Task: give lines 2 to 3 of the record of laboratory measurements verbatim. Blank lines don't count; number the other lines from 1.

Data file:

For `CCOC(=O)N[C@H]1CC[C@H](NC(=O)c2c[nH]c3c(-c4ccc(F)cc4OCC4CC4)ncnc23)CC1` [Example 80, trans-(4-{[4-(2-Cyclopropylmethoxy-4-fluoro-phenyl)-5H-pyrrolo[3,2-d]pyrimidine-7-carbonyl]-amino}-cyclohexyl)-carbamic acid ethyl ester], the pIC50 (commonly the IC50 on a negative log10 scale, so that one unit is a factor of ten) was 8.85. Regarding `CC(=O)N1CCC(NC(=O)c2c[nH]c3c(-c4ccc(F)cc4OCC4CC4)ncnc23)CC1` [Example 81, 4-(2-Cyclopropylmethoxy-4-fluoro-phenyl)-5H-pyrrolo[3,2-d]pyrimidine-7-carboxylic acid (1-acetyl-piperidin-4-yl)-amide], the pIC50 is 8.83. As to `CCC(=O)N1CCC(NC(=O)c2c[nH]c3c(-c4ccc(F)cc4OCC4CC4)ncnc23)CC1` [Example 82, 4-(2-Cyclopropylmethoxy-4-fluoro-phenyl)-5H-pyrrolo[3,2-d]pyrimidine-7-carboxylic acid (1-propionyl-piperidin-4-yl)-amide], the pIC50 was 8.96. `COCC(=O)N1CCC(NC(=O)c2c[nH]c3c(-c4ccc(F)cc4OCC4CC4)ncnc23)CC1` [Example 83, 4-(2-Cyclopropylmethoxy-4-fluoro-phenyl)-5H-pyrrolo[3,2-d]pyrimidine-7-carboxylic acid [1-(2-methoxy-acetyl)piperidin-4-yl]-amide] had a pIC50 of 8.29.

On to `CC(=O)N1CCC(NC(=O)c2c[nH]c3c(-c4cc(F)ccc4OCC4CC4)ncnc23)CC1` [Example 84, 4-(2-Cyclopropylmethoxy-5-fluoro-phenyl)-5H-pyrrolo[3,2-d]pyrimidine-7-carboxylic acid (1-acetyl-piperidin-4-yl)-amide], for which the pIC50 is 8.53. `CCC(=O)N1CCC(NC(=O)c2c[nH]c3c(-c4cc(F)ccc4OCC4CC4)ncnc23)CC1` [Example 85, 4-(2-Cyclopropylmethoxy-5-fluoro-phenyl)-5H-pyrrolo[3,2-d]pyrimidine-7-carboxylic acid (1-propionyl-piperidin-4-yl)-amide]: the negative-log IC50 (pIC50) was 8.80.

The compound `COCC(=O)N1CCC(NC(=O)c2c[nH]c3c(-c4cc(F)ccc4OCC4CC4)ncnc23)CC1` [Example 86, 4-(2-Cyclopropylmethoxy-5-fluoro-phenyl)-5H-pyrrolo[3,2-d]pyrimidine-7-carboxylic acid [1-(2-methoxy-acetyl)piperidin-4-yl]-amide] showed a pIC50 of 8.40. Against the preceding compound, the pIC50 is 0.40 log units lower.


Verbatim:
On to `CC(=O)N1CCC(NC(=O)c2c[nH]c3c(-c4cc(F)ccc4OCC4CC4)ncnc23)CC1` [Example 84, 4-(2-Cyclopropylmethoxy-5-fluoro-phenyl)-5H-pyrrolo[3,2-d]pyrimidine-7-carboxylic acid (1-acetyl-piperidin-4-yl)-amide], for which the pIC50 is 8.53. `CCC(=O)N1CCC(NC(=O)c2c[nH]c3c(-c4cc(F)ccc4OCC4CC4)ncnc23)CC1` [Example 85, 4-(2-Cyclopropylmethoxy-5-fluoro-phenyl)-5H-pyrrolo[3,2-d]pyrimidine-7-carboxylic acid (1-propionyl-piperidin-4-yl)-amide]: the negative-log IC50 (pIC50) was 8.80.

The compound `COCC(=O)N1CCC(NC(=O)c2c[nH]c3c(-c4cc(F)ccc4OCC4CC4)ncnc23)CC1` [Example 86, 4-(2-Cyclopropylmethoxy-5-fluoro-phenyl)-5H-pyrrolo[3,2-d]pyrimidine-7-carboxylic acid [1-(2-methoxy-acetyl)piperidin-4-yl]-amide] showed a pIC50 of 8.40. Against the preceding compound, the pIC50 is 0.40 log units lower.